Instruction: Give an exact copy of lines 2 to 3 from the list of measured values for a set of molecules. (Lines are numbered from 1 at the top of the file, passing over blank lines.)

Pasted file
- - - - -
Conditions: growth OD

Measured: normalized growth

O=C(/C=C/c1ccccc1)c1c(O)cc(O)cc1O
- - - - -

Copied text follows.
Measured: normalized growth

O=C(/C=C/c1ccccc1)c1c(O)cc(O)cc1O